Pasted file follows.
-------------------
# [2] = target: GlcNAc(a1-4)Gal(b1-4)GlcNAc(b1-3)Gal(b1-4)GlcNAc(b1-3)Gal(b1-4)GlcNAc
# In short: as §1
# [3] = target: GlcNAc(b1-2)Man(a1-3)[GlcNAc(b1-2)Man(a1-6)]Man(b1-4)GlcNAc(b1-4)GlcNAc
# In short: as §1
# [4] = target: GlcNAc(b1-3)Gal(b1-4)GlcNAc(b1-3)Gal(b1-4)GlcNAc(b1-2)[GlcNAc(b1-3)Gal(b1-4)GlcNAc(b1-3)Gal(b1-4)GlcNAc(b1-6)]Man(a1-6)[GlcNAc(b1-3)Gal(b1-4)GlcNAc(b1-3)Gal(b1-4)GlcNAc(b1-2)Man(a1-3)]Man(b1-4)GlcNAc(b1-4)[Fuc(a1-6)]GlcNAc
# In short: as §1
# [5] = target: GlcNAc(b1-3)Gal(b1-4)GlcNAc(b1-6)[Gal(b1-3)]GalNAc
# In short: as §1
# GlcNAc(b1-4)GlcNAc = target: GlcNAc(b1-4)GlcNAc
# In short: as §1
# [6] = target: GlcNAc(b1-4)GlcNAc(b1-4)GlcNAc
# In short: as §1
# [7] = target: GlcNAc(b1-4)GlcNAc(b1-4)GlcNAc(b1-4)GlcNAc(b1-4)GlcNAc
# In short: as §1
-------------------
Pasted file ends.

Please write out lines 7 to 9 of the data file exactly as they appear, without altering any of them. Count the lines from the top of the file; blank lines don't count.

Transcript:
# [5] = target: GlcNAc(b1-3)Gal(b1-4)GlcNAc(b1-6)[Gal(b1-3)]GalNAc
# In short: as §1
# GlcNAc(b1-4)GlcNAc = target: GlcNAc(b1-4)GlcNAc